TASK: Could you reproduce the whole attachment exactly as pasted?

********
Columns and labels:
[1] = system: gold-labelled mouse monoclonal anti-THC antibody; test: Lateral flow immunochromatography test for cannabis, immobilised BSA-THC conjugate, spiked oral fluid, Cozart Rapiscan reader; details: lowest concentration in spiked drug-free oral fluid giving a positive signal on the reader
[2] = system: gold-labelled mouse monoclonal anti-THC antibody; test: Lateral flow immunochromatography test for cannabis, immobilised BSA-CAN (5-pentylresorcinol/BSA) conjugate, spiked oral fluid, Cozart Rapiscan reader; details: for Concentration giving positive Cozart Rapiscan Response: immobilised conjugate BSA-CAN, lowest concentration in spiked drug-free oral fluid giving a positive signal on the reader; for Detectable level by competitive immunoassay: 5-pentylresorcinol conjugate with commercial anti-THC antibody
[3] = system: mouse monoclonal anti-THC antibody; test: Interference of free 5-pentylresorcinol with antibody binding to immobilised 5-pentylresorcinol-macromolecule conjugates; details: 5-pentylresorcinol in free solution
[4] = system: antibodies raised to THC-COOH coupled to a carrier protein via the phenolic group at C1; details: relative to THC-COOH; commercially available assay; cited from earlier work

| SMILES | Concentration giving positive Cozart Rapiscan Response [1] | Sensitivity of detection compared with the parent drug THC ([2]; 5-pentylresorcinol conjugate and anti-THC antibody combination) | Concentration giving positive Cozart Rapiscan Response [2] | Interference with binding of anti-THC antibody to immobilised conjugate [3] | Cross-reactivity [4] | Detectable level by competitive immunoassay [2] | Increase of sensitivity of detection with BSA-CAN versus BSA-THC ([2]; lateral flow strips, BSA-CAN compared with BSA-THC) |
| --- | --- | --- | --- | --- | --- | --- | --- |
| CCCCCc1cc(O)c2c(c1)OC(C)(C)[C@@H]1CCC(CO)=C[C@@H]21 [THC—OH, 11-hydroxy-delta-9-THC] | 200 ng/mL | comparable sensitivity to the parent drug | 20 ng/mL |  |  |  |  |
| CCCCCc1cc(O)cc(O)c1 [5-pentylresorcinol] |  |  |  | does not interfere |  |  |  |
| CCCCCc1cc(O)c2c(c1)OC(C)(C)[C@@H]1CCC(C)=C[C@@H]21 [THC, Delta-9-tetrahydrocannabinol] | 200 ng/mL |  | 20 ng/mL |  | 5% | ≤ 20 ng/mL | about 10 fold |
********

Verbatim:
Columns and labels:
[1] = system: gold-labelled mouse monoclonal anti-THC antibody; test: Lateral flow immunochromatography test for cannabis, immobilised BSA-THC conjugate, spiked oral fluid, Cozart Rapiscan reader; details: lowest concentration in spiked drug-free oral fluid giving a positive signal on the reader
[2] = system: gold-labelled mouse monoclonal anti-THC antibody; test: Lateral flow immunochromatography test for cannabis, immobilised BSA-CAN (5-pentylresorcinol/BSA) conjugate, spiked oral fluid, Cozart Rapiscan reader; details: for Concentration giving positive Cozart Rapiscan Response: immobilised conjugate BSA-CAN, lowest concentration in spiked drug-free oral fluid giving a positive signal on the reader; for Detectable level by competitive immunoassay: 5-pentylresorcinol conjugate with commercial anti-THC antibody
[3] = system: mouse monoclonal anti-THC antibody; test: Interference of free 5-pentylresorcinol with antibody binding to immobilised 5-pentylresorcinol-macromolecule conjugates; details: 5-pentylresorcinol in free solution
[4] = system: antibodies raised to THC-COOH coupled to a carrier protein via the phenolic group at C1; details: relative to THC-COOH; commercially available assay; cited from earlier work

| SMILES | Concentration giving positive Cozart Rapiscan Response [1] | Sensitivity of detection compared with the parent drug THC ([2]; 5-pentylresorcinol conjugate and anti-THC antibody combination) | Concentration giving positive Cozart Rapiscan Response [2] | Interference with binding of anti-THC antibody to immobilised conjugate [3] | Cross-reactivity [4] | Detectable level by competitive immunoassay [2] | Increase of sensitivity of detection with BSA-CAN versus BSA-THC ([2]; lateral flow strips, BSA-CAN compared with BSA-THC) |
| --- | --- | --- | --- | --- | --- | --- | --- |
| CCCCCc1cc(O)c2c(c1)OC(C)(C)[C@@H]1CCC(CO)=C[C@@H]21 [THC—OH, 11-hydroxy-delta-9-THC] | 200 ng/mL | comparable sensitivity to the parent drug | 20 ng/mL |  |  |  |  |
| CCCCCc1cc(O)cc(O)c1 [5-pentylresorcinol] |  |  |  | does not interfere |  |  |  |
| CCCCCc1cc(O)c2c(c1)OC(C)(C)[C@@H]1CCC(C)=C[C@@H]21 [THC, Delta-9-tetrahydrocannabinol] | 200 ng/mL |  | 20 ng/mL |  | 5% | ≤ 20 ng/mL | about 10 fold |